I discovered Helen Russell’s humorous memoir Year of Living Danishly at Vroman’s bookstore in Pasadena. I read it to prepare for my trip. The culture in Denmark is similar to Norway in many respects. The author refers to Jante’s Law, which I experienced growing up with a Norwegian grandfather.

Aksel Sandemose outlines 10 rules for living Danishly in his novel, A Fugitive Crosses His Tracks, known as Jante’s Law.

  1. You’re not to think you are anything special
  2. You’re not to think you are as good as we are
  3. You’re not to think you are smarter than us
  4. You’re not to convince yourself that you are better than us
  5. You’re not to think you know more than us
  6. You’re not to think you are more important than us
  7. You’re not to think you are good at anything
  8. You’re not to laugh at us
  9. You’re not to think anyone cares about you
  10. You’re not to think you can teach us anything

cod bookSome people think it is synonymous with humility and essential to maintaining the egalitarian Scandinavian society. Some people think it is about enforcing conformity. In another memoir, In Cod We Trust, by Eric Dregni, about his family’s year in Norway, he observes, “These ten commandments may have begun as a morality tale of how not to act, but over time these rules were adopted to teach kids not to be self-important narcissists.”

I am curious to soak up as much of the culture as I can for the relatively short time I am there, and to find out more about Jante’s Law.

24 Hours in Pasadena

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View of Pasadena from above the Rose Bowl

Pasadena has transformed into the sexy trophy wife for the stodgy stockbroker. There are a lot of expensive bistros and fine dining and entertainment venues and hip loft apartments along the Metro Gold line. This is a stark contrast to the Pasadena I lived in from 1980-84 while commuting to USC. The Pasadena of the eighties had a dying old town and plenty of grubby areas where students and people of color lived. Then the downtown area still catered to the old money in Pasadena and San Marino with several large department stores. We house-sat a home above the Rose Bowl one year and got to know an older long married couple who invited us to their club with their wealthy Republican friends. Her hair was “set” each week and his coat and tie wasn’t new but screamed quality. That was the eighties.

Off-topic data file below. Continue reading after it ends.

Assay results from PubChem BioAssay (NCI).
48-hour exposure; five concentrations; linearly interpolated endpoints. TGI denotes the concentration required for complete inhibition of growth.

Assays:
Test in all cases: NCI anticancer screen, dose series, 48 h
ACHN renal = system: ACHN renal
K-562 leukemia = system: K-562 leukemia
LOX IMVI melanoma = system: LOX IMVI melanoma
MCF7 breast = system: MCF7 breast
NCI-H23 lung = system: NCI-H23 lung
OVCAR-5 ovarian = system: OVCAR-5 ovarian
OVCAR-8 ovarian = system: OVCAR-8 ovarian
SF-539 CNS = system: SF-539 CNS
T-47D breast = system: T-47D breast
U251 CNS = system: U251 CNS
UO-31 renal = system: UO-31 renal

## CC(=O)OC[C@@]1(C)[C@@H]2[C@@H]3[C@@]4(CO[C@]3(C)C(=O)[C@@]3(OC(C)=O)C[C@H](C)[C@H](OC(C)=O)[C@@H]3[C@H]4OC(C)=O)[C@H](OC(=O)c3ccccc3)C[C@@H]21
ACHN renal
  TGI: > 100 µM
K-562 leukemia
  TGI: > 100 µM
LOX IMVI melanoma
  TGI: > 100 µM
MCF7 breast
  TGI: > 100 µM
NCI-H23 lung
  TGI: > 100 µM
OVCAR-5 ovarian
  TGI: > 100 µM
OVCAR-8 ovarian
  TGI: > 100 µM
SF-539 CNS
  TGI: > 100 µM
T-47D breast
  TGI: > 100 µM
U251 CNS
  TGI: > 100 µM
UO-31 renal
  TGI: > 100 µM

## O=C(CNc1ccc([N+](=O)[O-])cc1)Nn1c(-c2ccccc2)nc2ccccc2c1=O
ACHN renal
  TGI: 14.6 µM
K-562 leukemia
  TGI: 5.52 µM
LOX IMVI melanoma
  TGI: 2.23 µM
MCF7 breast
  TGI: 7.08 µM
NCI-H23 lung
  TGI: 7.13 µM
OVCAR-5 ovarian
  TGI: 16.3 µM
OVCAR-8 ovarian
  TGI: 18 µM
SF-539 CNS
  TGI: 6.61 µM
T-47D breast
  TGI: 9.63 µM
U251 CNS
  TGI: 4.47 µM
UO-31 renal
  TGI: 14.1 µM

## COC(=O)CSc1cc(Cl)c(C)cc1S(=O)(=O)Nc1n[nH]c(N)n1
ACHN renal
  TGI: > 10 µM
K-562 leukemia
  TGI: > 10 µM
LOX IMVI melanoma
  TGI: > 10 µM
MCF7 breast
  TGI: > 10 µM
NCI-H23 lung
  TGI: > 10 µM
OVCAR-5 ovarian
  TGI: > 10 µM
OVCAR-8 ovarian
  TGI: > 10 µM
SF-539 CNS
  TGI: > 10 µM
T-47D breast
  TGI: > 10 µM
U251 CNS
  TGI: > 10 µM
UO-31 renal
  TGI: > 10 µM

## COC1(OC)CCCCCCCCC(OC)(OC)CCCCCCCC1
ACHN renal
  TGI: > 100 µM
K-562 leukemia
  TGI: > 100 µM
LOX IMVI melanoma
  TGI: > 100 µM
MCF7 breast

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Sriracha is all the rage at restaurants in SoCal including this McDonalds on Lake Avenue where I found a large Diet Coke.

Their Pasadena still looked and socialized like the city of Julia Child’s youth. She grew up in Pasadena before World War II when the wealthy families built the large churches along Colorado Boulevard and the large homes above the Rose Bowl. Pasadena’s history makes it a more interesting place to visit, even as they tear down and build new or facelift the old.

Pasadena deserves to be a distinct place to visit, apart from Los Angeles. Besides the Rose Bowl and Rose Parade on New Year’s Day, there is the Norton Simon Museum, Huntington Library and Gardens, Gamble House, Pasadena Playhouse and more. My 24 hours in Pasadena is also filled with meeting up with friends. The first night I met friends in Old Town at La Grande Orange Cafe and we dined outside in springtime. Ah Pasadena! The next day I met friends at Green Street Restaurant for breakfast, then Pete’s on Lake Avenue to grab coffee and walk a friend with her dogs, then lunch at a friend’s home above the Rose Bowl. I spent the late afternoon and evening faffing around downtown shopping at Vroman’s bookstore and dining on fancy pizza.

When I was a student resident I had to drive or walk everywhere. Now you can catch the Gold line to downtown. Pasadena’s one shortcoming is the lack of bike lanes. It is relatively flat and could be a great place to cycle. I like to stay at the Hilton Pasadena because of its central location and value. It makes a good home base for visiting Santa Anita Park or the Jet Propulsion Laboratory or Universal Studios.

 

I’d love to live in Pasadena today but it is just as out of reach as when I was a student. It is a great place to visit and I look forward to going back.